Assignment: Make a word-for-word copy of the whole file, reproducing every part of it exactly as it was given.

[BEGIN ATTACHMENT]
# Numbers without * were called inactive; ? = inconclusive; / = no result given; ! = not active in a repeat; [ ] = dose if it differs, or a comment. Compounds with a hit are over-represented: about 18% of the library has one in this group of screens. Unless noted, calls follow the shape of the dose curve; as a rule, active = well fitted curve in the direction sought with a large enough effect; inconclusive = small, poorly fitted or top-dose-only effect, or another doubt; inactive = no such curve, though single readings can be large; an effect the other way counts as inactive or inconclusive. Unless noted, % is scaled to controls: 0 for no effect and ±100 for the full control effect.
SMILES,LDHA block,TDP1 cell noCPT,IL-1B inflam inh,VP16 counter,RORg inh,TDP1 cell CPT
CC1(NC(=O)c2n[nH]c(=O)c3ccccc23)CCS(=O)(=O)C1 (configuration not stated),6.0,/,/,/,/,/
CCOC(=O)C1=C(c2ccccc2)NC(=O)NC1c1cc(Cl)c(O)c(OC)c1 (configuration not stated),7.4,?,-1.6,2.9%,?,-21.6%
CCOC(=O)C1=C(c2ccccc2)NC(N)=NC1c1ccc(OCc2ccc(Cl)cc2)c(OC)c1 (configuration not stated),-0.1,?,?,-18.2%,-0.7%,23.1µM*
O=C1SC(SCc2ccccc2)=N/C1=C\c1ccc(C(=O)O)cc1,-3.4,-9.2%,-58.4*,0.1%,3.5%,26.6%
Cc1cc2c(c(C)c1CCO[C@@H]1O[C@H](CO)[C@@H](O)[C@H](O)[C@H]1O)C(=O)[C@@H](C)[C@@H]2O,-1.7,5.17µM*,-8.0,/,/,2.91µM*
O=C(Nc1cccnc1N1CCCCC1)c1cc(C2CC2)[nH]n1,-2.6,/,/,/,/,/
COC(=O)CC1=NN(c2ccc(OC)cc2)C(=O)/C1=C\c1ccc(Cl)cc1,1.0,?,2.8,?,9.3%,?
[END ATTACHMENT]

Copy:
# Numbers without * were called inactive; ? = inconclusive; / = no result given; ! = not active in a repeat; [ ] = dose if it differs, or a comment. Compounds with a hit are over-represented: about 18% of the library has one in this group of screens. Unless noted, calls follow the shape of the dose curve; as a rule, active = well fitted curve in the direction sought with a large enough effect; inconclusive = small, poorly fitted or top-dose-only effect, or another doubt; inactive = no such curve, though single readings can be large; an effect the other way counts as inactive or inconclusive. Unless noted, % is scaled to controls: 0 for no effect and ±100 for the full control effect.
SMILES,LDHA block,TDP1 cell noCPT,IL-1B inflam inh,VP16 counter,RORg inh,TDP1 cell CPT
CC1(NC(=O)c2n[nH]c(=O)c3ccccc23)CCS(=O)(=O)C1 (configuration not stated),6.0,/,/,/,/,/
CCOC(=O)C1=C(c2ccccc2)NC(=O)NC1c1cc(Cl)c(O)c(OC)c1 (configuration not stated),7.4,?,-1.6,2.9%,?,-21.6%
CCOC(=O)C1=C(c2ccccc2)NC(N)=NC1c1ccc(OCc2ccc(Cl)cc2)c(OC)c1 (configuration not stated),-0.1,?,?,-18.2%,-0.7%,23.1µM*
O=C1SC(SCc2ccccc2)=N/C1=C\c1ccc(C(=O)O)cc1,-3.4,-9.2%,-58.4*,0.1%,3.5%,26.6%
Cc1cc2c(c(C)c1CCO[C@@H]1O[C@H](CO)[C@@H](O)[C@H](O)[C@H]1O)C(=O)[C@@H](C)[C@@H]2O,-1.7,5.17µM*,-8.0,/,/,2.91µM*
O=C(Nc1cccnc1N1CCCCC1)c1cc(C2CC2)[nH]n1,-2.6,/,/,/,/,/
COC(=O)CC1=NN(c2ccc(OC)cc2)C(=O)/C1=C\c1ccc(Cl)cc1,1.0,?,2.8,?,9.3%,?